health care

Concierge Care Grows in Popularity

Escape from Obamacare, along with better outcomes

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Of the estimated 5,500 concierge practices nationwide, about two-thirds charge less than $135 a month on average, up from 49% three years ago, according to Concierge Medicine Today, a trade publication that also runs a research collective for the industry. Inexpensive practices are driving growth in concierge medicine, which is adding offices at a rate of about 25% a year, says the American Academy of Private Physicians.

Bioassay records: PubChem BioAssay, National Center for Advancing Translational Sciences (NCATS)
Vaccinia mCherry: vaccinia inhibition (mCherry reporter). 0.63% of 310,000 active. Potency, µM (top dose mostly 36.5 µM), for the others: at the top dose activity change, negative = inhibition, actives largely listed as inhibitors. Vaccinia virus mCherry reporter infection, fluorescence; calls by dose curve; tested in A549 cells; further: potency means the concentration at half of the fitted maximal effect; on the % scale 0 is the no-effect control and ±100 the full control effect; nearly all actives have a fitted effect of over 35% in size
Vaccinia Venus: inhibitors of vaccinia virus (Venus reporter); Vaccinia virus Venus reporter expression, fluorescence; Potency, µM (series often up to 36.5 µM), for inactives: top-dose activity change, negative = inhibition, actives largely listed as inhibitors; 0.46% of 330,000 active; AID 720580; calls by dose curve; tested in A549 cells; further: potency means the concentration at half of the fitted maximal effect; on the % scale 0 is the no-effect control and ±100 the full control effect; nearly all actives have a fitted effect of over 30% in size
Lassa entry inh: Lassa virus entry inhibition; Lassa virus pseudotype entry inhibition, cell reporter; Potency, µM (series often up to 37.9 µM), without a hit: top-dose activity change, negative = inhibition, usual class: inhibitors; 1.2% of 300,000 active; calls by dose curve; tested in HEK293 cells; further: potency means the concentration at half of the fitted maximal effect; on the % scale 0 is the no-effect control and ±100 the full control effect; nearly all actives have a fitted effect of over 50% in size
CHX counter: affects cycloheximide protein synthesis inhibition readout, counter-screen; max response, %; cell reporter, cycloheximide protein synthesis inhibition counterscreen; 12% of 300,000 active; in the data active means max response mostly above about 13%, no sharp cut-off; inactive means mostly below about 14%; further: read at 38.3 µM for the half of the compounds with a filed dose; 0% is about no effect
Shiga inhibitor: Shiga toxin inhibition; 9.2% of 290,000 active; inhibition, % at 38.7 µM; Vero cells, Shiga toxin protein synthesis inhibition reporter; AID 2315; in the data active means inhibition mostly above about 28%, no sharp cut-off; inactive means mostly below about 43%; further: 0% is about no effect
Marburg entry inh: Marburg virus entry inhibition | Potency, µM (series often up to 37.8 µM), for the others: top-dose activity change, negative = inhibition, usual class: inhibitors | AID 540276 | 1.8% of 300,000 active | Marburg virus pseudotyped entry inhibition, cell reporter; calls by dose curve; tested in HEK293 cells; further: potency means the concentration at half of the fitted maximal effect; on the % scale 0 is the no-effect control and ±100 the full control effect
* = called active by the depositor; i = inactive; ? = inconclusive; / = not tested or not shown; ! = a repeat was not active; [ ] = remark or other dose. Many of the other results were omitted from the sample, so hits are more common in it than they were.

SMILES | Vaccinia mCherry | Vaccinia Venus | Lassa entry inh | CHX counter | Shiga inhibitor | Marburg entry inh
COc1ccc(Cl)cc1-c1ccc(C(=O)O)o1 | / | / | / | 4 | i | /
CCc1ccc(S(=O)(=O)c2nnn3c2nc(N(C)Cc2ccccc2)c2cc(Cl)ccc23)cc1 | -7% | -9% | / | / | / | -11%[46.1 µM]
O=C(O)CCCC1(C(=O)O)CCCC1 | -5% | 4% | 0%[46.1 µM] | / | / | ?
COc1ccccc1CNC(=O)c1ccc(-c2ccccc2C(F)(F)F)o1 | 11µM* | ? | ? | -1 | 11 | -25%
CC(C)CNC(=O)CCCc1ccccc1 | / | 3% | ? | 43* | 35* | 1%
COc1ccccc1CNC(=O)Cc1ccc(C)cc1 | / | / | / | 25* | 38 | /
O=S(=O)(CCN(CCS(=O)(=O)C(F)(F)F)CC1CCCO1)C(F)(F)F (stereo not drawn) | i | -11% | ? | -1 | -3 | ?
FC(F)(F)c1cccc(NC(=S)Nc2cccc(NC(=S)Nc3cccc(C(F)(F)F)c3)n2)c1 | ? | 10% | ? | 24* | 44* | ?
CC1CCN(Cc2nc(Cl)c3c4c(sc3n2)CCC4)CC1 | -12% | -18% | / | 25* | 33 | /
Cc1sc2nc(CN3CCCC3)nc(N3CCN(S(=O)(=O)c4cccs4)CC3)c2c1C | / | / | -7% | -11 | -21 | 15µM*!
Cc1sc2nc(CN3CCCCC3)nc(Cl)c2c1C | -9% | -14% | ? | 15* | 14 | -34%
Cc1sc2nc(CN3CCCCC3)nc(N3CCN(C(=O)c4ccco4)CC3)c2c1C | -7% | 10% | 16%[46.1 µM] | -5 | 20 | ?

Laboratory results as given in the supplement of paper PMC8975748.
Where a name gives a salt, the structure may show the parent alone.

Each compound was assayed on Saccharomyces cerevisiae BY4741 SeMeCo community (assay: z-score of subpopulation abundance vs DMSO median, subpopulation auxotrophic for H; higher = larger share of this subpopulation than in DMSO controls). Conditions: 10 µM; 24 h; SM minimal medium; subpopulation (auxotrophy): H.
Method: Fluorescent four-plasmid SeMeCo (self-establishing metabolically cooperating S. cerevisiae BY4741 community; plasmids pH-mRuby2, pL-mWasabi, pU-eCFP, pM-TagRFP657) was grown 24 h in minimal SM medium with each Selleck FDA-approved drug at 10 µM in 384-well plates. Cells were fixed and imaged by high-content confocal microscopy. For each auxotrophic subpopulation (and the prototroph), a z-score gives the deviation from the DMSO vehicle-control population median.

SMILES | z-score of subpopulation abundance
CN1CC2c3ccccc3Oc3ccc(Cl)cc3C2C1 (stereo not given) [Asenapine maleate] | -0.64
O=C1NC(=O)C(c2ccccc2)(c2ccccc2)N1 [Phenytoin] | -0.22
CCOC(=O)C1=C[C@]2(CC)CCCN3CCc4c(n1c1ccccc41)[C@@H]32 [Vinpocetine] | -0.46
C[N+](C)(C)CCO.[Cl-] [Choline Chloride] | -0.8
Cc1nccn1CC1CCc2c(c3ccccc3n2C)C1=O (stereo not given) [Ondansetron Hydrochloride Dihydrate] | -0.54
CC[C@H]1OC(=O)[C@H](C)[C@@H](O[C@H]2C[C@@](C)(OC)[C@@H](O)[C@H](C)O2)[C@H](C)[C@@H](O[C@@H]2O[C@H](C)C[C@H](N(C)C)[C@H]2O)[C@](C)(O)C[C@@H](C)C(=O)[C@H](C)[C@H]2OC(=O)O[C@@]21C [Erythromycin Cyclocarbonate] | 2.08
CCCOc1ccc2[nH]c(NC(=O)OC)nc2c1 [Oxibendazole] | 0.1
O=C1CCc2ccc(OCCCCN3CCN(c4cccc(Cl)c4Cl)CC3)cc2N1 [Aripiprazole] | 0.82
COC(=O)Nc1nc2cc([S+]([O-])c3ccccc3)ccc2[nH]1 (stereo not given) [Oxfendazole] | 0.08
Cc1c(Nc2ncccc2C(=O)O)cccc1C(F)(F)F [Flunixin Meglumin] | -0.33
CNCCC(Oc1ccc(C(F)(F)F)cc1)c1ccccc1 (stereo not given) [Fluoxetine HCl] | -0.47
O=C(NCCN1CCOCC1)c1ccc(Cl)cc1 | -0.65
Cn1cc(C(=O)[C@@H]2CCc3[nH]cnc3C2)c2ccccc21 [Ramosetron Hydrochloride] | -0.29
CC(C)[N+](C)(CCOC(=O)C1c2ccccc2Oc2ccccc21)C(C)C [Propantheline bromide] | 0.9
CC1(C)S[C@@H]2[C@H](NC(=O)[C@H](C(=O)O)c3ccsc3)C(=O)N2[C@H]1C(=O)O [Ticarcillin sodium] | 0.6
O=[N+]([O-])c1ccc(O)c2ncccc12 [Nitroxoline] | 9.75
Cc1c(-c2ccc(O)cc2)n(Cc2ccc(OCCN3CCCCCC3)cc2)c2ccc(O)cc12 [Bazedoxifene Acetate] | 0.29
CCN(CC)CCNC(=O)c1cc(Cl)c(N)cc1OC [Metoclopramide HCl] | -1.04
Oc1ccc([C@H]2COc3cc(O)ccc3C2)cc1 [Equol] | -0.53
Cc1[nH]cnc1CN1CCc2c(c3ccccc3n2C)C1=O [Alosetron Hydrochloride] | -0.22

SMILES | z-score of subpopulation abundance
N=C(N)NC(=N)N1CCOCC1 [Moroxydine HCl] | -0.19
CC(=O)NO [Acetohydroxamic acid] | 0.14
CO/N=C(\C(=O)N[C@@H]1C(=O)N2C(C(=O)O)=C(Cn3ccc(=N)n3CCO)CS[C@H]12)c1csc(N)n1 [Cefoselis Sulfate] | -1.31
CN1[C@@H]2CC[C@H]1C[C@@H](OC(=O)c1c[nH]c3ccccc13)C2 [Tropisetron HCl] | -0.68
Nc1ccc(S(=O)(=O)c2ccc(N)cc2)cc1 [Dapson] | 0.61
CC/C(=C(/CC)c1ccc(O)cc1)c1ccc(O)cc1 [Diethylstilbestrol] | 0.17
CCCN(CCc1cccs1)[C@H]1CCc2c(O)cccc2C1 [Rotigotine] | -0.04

Unlike high-end concierge practices, which typically bill insurers for medical services on top of collecting retainer fees, the lower-end outfits usually don't accept insurance. Instead, they charge patients directly for treatment along with membership, often posting menu-style prices for services and requiring payment up front, which is why it is called "direct primary care." Eliminating insurance billing cuts 40% of the practices' overhead expenses, enabling them to keep fees low, doctors say.

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